Winston: I think that’s so important is getting the right data. Defining roles and responsibilities, and should people cover different stages of the funnel? Do you have coverage in those different stages and really see where your gaps are? The next thing is staffing for those functions and deciding whether that is somebody that is going to be in house or is it someone you need to hire that you don’t have yet or should you look at partnering with an outsource provider to cover those functions? It sounds like organizations who are trying to get organized, get a little more efficient on the sales side should follow those types of steps to identify gaps and then make sure they have coverage. Would you agree with that? Anything that I missed? Any other recommendations for folks who are trying to get organized here?

Charles: The one you mentioned related to CRM data that doesn’t exist, that’s extremely important. But, before that is you need data in general, you need to acquire data. We have a database development specialist and their job is to either take the list that we have from attending a trade show, take a magazine that has providers in it, go on LinkedIn or Google, or use Boolean search strings to identify the right contacts within an organization. That’s how we operate, we capture that data and then we put it in the CRM and we clean it up. We identify the nuances that allow our marketer to then segment based on persona, whether that’d be title, the type of organization, is a multi-site, a management company, a single site or nonprofit?

Charles: There’s some key and information and what business lines do they offer? Do they offer home health through the CCRC, what do they offer? I think that is really important. I think investing in taking the data that you do have or the vehicles by which you can capture more prospects into the CRM; clean, cold, no one else has talked to them before data and increasing that, making it nice, making it pretty, making it qualified, if you will, to a certain degree, so that you can go after it with marketing then your hunters. I think that is extremely important. Not just capturing the data through the sales process itself, but just more prospect data. And there’s, there are many different ways to do that. There are marketing firms out there that have access to helping you get this information, there’s ways to do it, and then I’m not going to go down those ways, but you have to get the data. You have to get it in mass, leverage that data, be smart about it, segment it based on key identifiers for that data that you can then manually clean up and add to that CRM. You’ll be much more effective with the rest of the strategy if you do that right in the first place.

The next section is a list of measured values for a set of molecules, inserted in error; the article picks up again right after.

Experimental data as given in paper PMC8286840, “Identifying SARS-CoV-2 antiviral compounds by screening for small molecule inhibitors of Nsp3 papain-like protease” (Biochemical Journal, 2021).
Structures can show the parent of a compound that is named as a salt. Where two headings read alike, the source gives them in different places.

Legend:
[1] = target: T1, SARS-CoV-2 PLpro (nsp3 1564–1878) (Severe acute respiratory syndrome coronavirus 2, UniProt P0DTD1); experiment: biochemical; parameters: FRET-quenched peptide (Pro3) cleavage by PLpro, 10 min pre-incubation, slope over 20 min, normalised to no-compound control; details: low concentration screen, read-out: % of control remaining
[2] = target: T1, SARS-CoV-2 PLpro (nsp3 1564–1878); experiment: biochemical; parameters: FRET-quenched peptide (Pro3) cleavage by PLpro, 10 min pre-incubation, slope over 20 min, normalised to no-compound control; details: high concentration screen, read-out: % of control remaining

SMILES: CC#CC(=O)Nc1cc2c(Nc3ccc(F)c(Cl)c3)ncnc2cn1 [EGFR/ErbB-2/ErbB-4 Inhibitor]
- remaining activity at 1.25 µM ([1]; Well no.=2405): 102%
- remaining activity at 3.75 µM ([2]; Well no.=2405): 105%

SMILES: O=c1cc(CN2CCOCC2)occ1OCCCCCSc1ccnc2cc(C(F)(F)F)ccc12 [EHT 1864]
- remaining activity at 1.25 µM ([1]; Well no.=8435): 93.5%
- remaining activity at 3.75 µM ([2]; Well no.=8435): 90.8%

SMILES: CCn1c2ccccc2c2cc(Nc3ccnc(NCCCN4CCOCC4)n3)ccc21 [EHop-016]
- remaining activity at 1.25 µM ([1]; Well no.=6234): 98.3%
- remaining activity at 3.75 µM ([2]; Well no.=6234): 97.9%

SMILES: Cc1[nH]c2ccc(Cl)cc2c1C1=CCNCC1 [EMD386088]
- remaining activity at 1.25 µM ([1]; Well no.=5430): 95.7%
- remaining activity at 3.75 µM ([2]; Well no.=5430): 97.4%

Winston: Awesome. That’s really good advice. Charles, we’ve covered a lot here today. I think you’ve given folks a lot to think about. Hopefully people find this valuable. I certainly did, and I really appreciate your time being on the Senior Care Growth Show. This has been phenomenal.

Charles: Thank you Winston. I appreciate being able to hop on here as well. And if there’s another moment we can continue this conversation, no doubt the sales process and revenue generation, senior housing and post-acute is at its most critical moment in innovation right now, so I would be happy to be a part again.

Winston: Awesome. Yeah, appreciate it Charles. We will definitely have you back on the show. That was Charles Brubaker. He is the Vice President of strategy and sales operations for Enquire Solutions. If you’re looking for a CRM or sales solutions for your senior living community or organization, check out Enquire. They’re a great company and we would highly recommend them. You’ve been listening to Senior Care Growth Show where senior care sales and marketing professionals come to grow. My name is Winston and we’ll catch you next time. Thanks a lot.